(This blog post has been translated into Portuguese here.)
The mind has a tendency to label everything as bad or a problem. If we wake up stiff in the morning, the mind calls that bad and then worries about getting older. If we find out we are being let go at our job, the mind immediately assumes the worst and again worries about the future. Even if something good happens, the mind then sees the possible downside or worries about losing what it has just gained.
The mind sees its job as rejecting the now in order to bring about a better future. Its logic is that if we are happy now, then we won't do anything to make things better. So, we need to find out what is wrong with now so that we can figure out what to do to fix or improve it. This keeps the mind very busy and leaves us with an ongoing sense of incompleteness and lack. There is always something in the now that can be labeled as bad, and then there is more to figure out and do something about. As a result, we have an ever-expanding "to-do" list in our minds. With this tendency to find something wrong with the mind's picture of the now, we are constantly creating more to do. We may feel the need to improve our diet, our appearance, our finances, our health, our relationships, our career, and even more immediately, we may feel the need to change how we feel emotionally or physically whenever a strong feeling or sensation occurs.Even spiritually, we continue this tendency to find fault with our present moment experience and then try to figure out what to do about it. We are not aware or awake enough. We are too judgmental. We have not experienced the deepest truth yet. And all of that just adds to our spiritual "to-do" list. Spiritual teachings are mostly descriptions of what is already true about our deepest nature, and yet spiritual seekers want to turn them into prescriptions for what they can do to achieve a deeper, better reality. We often aren't looking for the truth as much as we want a better and more spiritual "to-do" list. Even if we are told that awareness is all there is, and life is already loving and perfect, we immediately want a list of steps to take so that we will feel that way more often in the future...
There is a simple question to ask that can short circuit this process at its beginning: Is this moment really so bad? Is there really anything present right now that is a problem? What if stiffness in the morning is just a particular sensation and not a bad sensation? What if it is actually okay to feel stiffness? And we can ask the same question about anything we are experiencing. Is sadness a bad sensation? Is confusion a bad sensation? Is the lack of money causing us harm in this very moment? Is the loss of a job or a relationship actually causing us harm in this very moment? It turns out that while everything affects awareness, nothing actually harms awareness. All of the effects are temporary. And so there is never anything in the present moment that is actually bad or causing harm to awareness itself.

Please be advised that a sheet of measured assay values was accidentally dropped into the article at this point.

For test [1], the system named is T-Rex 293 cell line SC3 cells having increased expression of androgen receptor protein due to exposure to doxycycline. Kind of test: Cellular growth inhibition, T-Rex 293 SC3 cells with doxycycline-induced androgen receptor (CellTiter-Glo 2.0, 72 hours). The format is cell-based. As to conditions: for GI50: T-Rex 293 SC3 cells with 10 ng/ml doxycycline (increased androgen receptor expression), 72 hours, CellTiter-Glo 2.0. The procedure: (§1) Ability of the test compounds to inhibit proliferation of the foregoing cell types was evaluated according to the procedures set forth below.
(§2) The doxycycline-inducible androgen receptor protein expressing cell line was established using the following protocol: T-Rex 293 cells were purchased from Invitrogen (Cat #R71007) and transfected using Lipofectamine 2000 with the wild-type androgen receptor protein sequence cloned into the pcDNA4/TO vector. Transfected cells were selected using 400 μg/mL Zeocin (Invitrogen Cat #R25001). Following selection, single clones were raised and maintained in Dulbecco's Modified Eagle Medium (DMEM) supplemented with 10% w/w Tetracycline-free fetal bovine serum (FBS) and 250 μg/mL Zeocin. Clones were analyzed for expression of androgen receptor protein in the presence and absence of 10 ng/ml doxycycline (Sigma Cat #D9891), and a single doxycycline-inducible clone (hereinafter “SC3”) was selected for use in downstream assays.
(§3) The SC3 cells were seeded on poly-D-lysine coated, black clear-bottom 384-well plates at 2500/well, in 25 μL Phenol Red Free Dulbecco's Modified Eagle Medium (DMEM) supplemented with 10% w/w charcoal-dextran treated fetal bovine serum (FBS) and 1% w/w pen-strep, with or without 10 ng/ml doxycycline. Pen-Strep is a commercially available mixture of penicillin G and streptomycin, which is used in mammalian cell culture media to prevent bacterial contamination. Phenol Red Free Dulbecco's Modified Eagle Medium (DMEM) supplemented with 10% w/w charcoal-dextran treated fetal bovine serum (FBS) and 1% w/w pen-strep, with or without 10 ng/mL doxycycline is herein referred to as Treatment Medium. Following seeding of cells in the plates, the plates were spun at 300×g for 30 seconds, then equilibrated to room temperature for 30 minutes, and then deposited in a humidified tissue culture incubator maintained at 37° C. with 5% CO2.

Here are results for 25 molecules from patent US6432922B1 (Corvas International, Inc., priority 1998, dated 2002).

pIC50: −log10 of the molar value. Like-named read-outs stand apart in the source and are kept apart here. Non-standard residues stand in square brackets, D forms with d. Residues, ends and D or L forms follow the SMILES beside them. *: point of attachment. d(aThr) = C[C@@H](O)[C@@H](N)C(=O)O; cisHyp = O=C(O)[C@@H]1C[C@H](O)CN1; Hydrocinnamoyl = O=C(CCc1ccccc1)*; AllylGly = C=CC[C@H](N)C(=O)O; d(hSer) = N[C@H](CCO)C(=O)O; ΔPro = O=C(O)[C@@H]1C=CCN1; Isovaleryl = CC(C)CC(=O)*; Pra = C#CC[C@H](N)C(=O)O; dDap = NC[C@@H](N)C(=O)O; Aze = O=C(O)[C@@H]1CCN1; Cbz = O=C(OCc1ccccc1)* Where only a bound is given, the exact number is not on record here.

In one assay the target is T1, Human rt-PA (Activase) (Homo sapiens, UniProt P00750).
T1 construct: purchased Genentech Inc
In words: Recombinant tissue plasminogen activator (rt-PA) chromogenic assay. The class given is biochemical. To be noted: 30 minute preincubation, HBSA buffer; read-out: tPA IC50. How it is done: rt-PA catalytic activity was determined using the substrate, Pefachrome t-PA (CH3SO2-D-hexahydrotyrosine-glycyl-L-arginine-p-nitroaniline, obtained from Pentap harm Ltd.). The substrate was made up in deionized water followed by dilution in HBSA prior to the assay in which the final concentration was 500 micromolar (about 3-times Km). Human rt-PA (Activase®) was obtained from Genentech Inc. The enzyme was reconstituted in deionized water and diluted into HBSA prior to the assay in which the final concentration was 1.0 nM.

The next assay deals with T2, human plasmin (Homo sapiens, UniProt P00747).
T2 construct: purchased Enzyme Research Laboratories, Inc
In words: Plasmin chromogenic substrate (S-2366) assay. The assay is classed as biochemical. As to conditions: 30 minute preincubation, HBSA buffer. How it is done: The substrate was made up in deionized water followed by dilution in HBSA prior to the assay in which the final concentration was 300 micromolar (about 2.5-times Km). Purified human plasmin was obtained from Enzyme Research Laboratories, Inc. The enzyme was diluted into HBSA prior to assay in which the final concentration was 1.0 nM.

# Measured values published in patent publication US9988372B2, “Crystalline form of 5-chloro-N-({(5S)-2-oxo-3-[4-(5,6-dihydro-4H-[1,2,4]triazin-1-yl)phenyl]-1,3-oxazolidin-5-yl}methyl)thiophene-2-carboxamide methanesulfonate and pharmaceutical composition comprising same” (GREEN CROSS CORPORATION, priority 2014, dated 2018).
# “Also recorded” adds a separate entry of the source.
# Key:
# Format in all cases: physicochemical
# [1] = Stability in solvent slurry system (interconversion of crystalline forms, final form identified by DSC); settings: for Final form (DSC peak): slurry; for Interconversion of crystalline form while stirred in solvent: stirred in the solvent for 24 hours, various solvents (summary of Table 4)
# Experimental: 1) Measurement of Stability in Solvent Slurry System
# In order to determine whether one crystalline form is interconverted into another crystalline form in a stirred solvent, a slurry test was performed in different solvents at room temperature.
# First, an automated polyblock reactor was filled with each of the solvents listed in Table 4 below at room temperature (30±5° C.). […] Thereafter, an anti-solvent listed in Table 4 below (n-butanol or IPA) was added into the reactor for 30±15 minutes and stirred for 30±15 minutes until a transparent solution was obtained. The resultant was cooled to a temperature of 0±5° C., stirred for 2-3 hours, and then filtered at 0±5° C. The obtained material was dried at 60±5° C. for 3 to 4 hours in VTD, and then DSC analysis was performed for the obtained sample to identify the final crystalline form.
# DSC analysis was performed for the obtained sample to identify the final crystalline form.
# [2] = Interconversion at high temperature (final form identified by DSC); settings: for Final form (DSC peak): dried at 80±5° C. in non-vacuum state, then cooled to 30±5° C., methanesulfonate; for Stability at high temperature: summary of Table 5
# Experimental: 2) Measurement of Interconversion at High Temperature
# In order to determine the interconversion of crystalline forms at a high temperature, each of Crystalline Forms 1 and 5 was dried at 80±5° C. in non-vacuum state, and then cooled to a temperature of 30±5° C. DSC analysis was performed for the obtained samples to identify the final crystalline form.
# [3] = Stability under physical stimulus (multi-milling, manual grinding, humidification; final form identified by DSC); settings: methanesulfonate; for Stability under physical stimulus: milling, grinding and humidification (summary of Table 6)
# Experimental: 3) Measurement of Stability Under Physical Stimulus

This kind of questioning does the opposite of adding to our "to-do" list. Instead, it can reduce the sense of needing to do something about what is happening right now. Even if there are still things to do in a practical sense, questioning our mind's conclusions can put the actual need to do something in perspective and reduce the sense of overwhelm created by the endless litany of problems the mind can imagine, and the ever growing list of things we think we need to do about those problems.
And more importantly, inquiring into the truth of this very moment can put us in touch with the beauty and wonder that is always present in this mystery called life. Not only is there really nothing bad in the here and now, but there is a limitless amount of profoundly rich depth and fullness to be found in the present moment. Everything that really matters, such as peace, joy, satisfaction, connectedness, and love is found in the here and now, and only in the here and now. There is nothing we need to do to experience this fullness and wonder, except to question the conclusion that it is not here already, and then look for ourselves to see if it is here. Is there any peace present right now? Is there any love at all in this very moment? What is that peace like? What is the nature of the love that is here now? Asking these kinds of questions is all it takes to get in touch with the amazing richness of the present moment. And there is nothing we need "to do" about it.